China’s Secrecy Syndrome — Why the Deafening Media Silence?

This is a bit of a bombshell and perhaps the harshest and most pointed criticism I have ever seen of China in the mainstream media.

Robert L. Bernstein, founding chairman of Human Rights Watch and former chairman of Random House, is speaking today to the World Press Freedom Committee, and the Washington Post has published the speech in advance.

Bernstein assails the media for continuously sugar-coating news about China, turning the “China is changing” line into a cliche, and failing to report the rising number of Chinese citizens killed by the police.

This guy holds no punches.

China, the last big totalitarian government, is brutalizing its own people. It limits and distorts information, keeping them ignorant on many critical subjects, and gives harsh prison terms to those who publish information the government would rather have suppressed.


Xu Wenli has been out of prison since Dec. 23, 2002. He served 16 years, four of them in solitary confinement, for writing down his thoughts on the need for a more open China. News of these types of convictions and harsh sentences reach Human Rights in China every week. The press and the public need to be reminded that there are many others still in prison for the peaceful expression of their views. Human Rights in China has provided information on well over 2,000 cases — people currently imprisoned for their ideas or beliefs.

And here’s a subject that the press simply has not covered, despite reliable information that is available: Outside every major Chinese city is a virtual “slave” camp. About 2 million to 3 million Chinese citizens live in some 800 of these so-called custody and repatriation camps. Can you imagine a story like this going unreported if such a camp existed outside a major Western city? People are put there for not having proper residence permits, and they are worked hard from early morning until nighttime.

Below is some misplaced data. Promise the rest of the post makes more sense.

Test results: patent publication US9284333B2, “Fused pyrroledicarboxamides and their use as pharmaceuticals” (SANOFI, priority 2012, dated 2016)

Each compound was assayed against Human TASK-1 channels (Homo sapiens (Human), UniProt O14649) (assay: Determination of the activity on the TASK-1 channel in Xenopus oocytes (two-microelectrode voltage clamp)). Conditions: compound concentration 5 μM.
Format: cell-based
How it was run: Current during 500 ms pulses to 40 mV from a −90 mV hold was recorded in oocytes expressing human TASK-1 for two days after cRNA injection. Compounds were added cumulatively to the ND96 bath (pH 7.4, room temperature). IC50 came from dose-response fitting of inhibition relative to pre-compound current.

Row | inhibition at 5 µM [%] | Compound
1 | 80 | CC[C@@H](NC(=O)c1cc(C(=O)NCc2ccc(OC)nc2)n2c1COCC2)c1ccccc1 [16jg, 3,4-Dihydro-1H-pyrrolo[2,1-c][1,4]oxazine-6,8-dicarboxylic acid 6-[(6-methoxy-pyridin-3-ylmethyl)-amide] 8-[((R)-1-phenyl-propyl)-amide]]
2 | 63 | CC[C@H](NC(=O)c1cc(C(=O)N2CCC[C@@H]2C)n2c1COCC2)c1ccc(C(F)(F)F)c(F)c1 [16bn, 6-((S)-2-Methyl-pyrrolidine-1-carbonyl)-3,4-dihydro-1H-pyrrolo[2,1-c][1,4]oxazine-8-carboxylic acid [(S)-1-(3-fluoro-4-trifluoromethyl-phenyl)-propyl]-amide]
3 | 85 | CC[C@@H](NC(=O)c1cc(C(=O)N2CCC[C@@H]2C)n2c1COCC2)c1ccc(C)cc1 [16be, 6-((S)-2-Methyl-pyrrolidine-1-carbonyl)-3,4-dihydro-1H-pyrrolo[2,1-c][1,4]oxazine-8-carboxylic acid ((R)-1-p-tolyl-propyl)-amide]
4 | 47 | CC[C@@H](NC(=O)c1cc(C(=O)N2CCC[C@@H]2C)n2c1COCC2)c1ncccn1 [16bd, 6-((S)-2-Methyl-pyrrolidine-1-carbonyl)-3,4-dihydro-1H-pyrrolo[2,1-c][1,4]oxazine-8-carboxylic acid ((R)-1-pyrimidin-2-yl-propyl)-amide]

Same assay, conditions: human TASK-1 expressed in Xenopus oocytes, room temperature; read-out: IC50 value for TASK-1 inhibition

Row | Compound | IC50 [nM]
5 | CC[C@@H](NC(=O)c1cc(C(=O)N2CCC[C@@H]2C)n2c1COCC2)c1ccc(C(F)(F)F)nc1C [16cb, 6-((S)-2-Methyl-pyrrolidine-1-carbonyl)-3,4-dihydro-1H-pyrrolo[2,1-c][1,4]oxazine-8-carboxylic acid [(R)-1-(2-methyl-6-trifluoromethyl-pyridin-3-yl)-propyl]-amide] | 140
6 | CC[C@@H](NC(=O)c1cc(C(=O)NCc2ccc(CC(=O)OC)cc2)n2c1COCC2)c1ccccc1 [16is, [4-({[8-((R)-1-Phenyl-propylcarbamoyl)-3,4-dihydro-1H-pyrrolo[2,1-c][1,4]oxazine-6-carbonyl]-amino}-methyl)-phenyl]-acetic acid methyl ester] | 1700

I have taken Human Rights in China’s report on these camps to top editors of numerous publications with no results. Many reporters say they can’t do the story because they can’t get into the camps. But now is the time to insist on access.

I remember how at lunch one day my colleague in Beijing told me about the slave labor camps, and I found it impossible to believe since I never saw it in writing. Now I believe it.

Bernstein compares the media silence in China to a similar phenomenon in Iraq under Saddam, and says that in both cases there is no excuse, that it goes smack against what journalism is supposed to do.

Just about every word Bernstein say is worth citing, in bold, but for economy’s sake here are two more money quotes:

My experience as co-chair of the organization known as Human Rights in China has taught me that the international press in Beijing also has been “managed.” Tyrants throughout history have understood that information is power, and denying information to its own people or disseminating propaganda to the rest of the world have been China’s trademarks for years.


It has become almost a cliche to talk about the fact that China is changing rapidly, and therefore doesn’t require the kind of pressure that was needed with the Soviet Union. But to the thousands who are locked up in prisons and in mental institutions for their beliefs, that is cold comfort.

Sounds like me talking.

[Updated, 18.50 Singapore time]

Another Update: Conrad chimes in as well, and you think I’m outspoken…. (And I should have patented the phrase “Evil Empire,” which he shamelessly lifts from an earlier post of mine.)

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